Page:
R. J. Gutiérrez is Professor and Gordon Gullion Chair Emeritus at the University of Minnesota, St. Paul and Senior Scientist at the University of Wisconsin, Madison. He has been involved with peer-review and scientific publishing for nearly 50 years. During that time, he has served on the editorial board for 3 international journals, as an independent editor for many compendia, and as a reviewer of more than 1,000 papers.

Resume Workshops

Job Interview Skills Workshop:  Preparing for an interview can be stressful and overwhelming.  Many people will needlessly spend hours practicing answers to all the questions they find in an internet search.  This workshop will help you learn how to prepare efficiently, take control of the interview and ensure that you are ready for any question that might come your way.  With a little guidance, you can easily stand out from other applicants. (Wednesday, February 6, 2019:  2:30-3:45pm) Link to Job Interview Skills Workshop Handouts

A Beginner’s Guide: The Basics of a Resume, C.V., and Interview Skills This workshop will review the basics of a resume, with an emphasis on formatting and categories to include. Participants will learn to recognize where structure is necessary and when creative freedom is appropriate when constructing a resume. We will focus on how to gain experience to put on a resume and discuss interview skills for someone who has minimal experience in the Wildlife field. (Wednesday, February 6, 2019:  4-6pm )

Advanced Resume, C.V., and Interview Skills This workshop will build on a foundation of resume skills. Participants will learn how to use a job announcement to highlight their strengths and gain more information about C.V.’s. We will focus on how to build interview skills that will allow you to talk about unique experiences you have gained, while keeping it relevant to an employer. This workshop is most appropriate for those who have attended a workshop previously, have a successful resume or C.V., or are preparing to apply to (or are attending) grad school. (Thursday, February 7, 2019:  10am-12pm)

In both resume workshops, Kristina will provide sample resumes and C.V.’s, and a list of special qualifications that students develop as part of their undergraduate and graduate experiences (research techniques, field equipment & techniques, training, licenses, etc.), as well as interviewing tips and resources for job hunting in these fields.

Kristina will also be available on a sign-up basis to critique C.V.’s/Resumes; She is also willing to review emailed Resumes & C.V.’s after the annual meeting.

Kristina Hunt is a Career Advisor in the Academic & Career Advising Center for the College of Natural Resources and Sciences at Humboldt State University (HSU). Working as a Career Advisor, Kristina enjoys the opportunity to build relationships with students, inspiring them to explore their interests in wildlife and connecting them to fulfilling professions.    Kristina has 10 years of experience in Human Resources which has provided her with valuable insight from an employer’s perspective.  In her free time, Kristina enjoys spending time with her family and retreating to the family ranch.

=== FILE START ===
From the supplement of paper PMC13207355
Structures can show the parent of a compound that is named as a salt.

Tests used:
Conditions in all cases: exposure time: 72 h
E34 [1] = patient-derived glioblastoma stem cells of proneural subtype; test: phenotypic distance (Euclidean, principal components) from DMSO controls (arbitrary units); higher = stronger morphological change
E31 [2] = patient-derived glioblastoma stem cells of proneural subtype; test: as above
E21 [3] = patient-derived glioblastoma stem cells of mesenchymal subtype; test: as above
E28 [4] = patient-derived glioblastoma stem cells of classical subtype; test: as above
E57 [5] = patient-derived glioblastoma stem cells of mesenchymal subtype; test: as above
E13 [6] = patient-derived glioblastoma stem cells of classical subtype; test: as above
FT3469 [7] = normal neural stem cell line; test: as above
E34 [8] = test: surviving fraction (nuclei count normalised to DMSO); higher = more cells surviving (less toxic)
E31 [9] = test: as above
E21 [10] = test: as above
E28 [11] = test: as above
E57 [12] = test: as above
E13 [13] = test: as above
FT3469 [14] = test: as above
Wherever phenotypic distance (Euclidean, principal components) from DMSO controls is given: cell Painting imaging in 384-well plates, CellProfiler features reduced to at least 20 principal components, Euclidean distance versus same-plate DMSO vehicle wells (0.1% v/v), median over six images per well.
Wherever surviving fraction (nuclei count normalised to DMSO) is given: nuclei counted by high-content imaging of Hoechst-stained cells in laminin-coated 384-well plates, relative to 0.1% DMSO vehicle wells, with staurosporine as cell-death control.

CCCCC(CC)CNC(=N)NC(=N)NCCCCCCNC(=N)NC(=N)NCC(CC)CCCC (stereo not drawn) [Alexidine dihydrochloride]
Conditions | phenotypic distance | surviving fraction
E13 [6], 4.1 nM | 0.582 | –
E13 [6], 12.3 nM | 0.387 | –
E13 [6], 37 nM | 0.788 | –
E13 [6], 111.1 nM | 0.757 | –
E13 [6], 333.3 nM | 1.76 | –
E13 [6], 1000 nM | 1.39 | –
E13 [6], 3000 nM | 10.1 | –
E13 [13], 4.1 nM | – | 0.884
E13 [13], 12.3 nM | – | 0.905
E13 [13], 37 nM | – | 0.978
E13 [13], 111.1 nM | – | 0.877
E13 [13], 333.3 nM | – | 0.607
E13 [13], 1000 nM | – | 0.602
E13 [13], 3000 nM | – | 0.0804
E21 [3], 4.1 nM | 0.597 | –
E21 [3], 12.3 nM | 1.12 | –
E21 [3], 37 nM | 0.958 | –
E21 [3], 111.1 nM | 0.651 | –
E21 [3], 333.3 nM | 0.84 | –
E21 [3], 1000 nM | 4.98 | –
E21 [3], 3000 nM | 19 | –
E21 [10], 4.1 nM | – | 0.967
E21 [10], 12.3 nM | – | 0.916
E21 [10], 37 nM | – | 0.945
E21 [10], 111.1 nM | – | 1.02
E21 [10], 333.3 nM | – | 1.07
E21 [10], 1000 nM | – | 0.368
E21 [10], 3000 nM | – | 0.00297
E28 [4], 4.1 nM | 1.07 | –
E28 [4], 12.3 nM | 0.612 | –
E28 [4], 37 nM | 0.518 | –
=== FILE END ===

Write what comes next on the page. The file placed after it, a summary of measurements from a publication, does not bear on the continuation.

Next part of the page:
20160227-633How ‘Not’ to Give a Scientific Presentation 

  • Wednesday, February 6, 2019:  12:30-1:30pm
  • No additional cost, included in the meeting registration fee

Whether you’re just starting out or looking to improve, this informative (and likely humorous) mini-workshop will provide you with information and tips for presenting your research work to your peers. Instructor Jon Hooper will provide demonstrations on how to give an effective presentation….and how NOT to.

Dr. Jon K. Hooper is Professor Emeritus at California  State University-Chico, a Certified Wildlife Biologist, and Certified Interpretive Trainer.  He has a Ph.D. in Wildlife Ecology and has taught communication workshops around the country for more than 35+ years.

20160227-727Job Interview Panel: I Got a Job Interview, Now What? – Getting Jobs in a Tough Job Environment

  • Friday, February 8, 2019:  11:15-12:15pm
  • No additional cost, included in the meeting registration fee

The job interview process can be an intimidating experience for the job seeker. To help make this less mysterious, a group of 4-6 invited speakers from agencies, private consulting, and academia will provide insights into what can be expected during a job interview with their respective employers. Topics include how to prepare for the interview, how you should present yourself, and the range of potential questions you may be asked. In addition, an open discussion follows the presentations.  This workshop will be led by David Wyatt who teaches in the Biology Department at Sacramento City College and Patti Krueger who works as the Regional Threatened and Endangered Species Coordinator for the US Forest Service Pacific Southwest Region.

Birds and their Habitats in the Sierra Nevada

  • Wednesday, February 6, 2019:  8-9:30am
  • Speaker – Ted Beedy

Ted will take us on a virtual transect of the range from the oak savanna in the west, through serene conifer forests of the west side, up into the majestic alpine regions, as well as the arid habitats of the east side. Along the way we’ll see and hear the stunning diversity of birds that make the Sierra their home. We’ll learn about how they use the varied habitats, which birds are in decline and which are expanding and increasing. Ted will also address some mysteries surrounding some of those species and discuss how birders can help to solve them.

Ted Beedy has spent most of his life birding in the Central Valley and Sierra Nevada. He lives in Nevada City and leads frequent field trips for Sierra Foothills Audubon Society as well as other birding and conservation groups. He recently co-authored a new book with Ed Pandolfino that was illustrated by Keith Hansen and published by the University of California Press: “Birds of the Sierra Nevada: Their Natural History, Status, and Distribution.” Ted received his Ph.D. in Zoology from UC Davis in 1982.

Student Mixer

  • Wednesday, February 6:  6-7pm (Salon 1)

An opportunity for all students to come together in a relaxed environment to meet, network and share experiences.   Sodas, juices and snacks will be served.